Jason Beaubien
July 8, 2011

For many migrants trying to reach the U.S. from Mexico, the border region is a terrifying, lawless place, and their fear is often justified. Things are so bad in Matamoros, a border city just across the Rio Grande from Brownsville, Texas, that last month the city’s police were stripped of their weapons, ordered off the streets and replaced by soldiers.

Gang members openly sell pirated gasoline that they’ve stolen from government pipelines, and lookouts for the drug cartels monitor the south bank of the Rio Grande to make sure no one tries to swim across who hasn’t paid for the privilege.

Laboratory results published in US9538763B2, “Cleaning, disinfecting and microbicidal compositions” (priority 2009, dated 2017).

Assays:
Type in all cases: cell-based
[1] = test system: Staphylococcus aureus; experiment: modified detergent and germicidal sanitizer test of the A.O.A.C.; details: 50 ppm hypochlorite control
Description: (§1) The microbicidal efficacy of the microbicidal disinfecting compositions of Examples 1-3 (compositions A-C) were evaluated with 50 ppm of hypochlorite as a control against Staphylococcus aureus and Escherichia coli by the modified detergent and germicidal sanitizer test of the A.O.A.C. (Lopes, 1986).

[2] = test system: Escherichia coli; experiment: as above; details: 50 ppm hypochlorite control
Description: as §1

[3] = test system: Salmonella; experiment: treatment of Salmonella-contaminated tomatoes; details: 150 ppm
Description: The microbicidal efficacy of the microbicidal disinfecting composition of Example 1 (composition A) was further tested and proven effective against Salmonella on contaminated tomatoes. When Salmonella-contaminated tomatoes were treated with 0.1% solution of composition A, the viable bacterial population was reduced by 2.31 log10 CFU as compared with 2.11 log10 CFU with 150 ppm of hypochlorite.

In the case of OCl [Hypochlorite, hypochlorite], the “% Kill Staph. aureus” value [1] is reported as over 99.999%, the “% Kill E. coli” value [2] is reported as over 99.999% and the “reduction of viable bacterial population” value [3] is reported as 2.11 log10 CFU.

While the overall number of migrants trying to cross illegally into the U.S. has dropped dramatically over the past few years, the trip has grown more dangerous, as some of Mexico’s most brutal drug cartels now earn millions of dollars each year from the extortion and smuggling of migrants. Last year, hundreds of migrants went missing or were killed in Mexico, and more than 20,000 were kidnapped.

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